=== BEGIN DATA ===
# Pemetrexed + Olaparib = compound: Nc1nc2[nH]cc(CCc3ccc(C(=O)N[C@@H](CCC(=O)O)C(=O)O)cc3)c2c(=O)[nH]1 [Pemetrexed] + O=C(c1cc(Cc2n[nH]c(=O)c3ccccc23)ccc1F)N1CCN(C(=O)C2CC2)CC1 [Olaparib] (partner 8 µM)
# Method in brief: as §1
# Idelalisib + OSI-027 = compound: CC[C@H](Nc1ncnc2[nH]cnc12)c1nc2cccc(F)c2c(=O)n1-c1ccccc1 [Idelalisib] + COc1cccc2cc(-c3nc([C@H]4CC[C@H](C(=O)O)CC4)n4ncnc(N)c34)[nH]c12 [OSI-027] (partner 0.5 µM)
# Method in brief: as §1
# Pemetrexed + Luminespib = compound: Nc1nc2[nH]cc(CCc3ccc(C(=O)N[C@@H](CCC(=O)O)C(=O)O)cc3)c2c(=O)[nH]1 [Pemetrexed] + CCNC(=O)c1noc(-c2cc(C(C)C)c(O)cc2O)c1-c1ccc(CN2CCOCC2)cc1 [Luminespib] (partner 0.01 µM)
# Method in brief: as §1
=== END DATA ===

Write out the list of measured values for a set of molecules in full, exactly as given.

# Pemetrexed + Olaparib = compound: Nc1nc2[nH]cc(CCc3ccc(C(=O)N[C@@H](CCC(=O)O)C(=O)O)cc3)c2c(=O)[nH]1 [Pemetrexed] + O=C(c1cc(Cc2n[nH]c(=O)c3ccccc23)ccc1F)N1CCN(C(=O)C2CC2)CC1 [Olaparib] (partner 8 µM)
# Method in brief: as §1
# Idelalisib + OSI-027 = compound: CC[C@H](Nc1ncnc2[nH]cnc12)c1nc2cccc(F)c2c(=O)n1-c1ccccc1 [Idelalisib] + COc1cccc2cc(-c3nc([C@H]4CC[C@H](C(=O)O)CC4)n4ncnc(N)c34)[nH]c12 [OSI-027] (partner 0.5 µM)
# Method in brief: as §1
# Pemetrexed + Luminespib = compound: Nc1nc2[nH]cc(CCc3ccc(C(=O)N[C@@H](CCC(=O)O)C(=O)O)cc3)c2c(=O)[nH]1 [Pemetrexed] + CCNC(=O)c1noc(-c2cc(C(C)C)c(O)cc2O)c1-c1ccc(CN2CCOCC2)cc1 [Luminespib] (partner 0.01 µM)
# Method in brief: as §1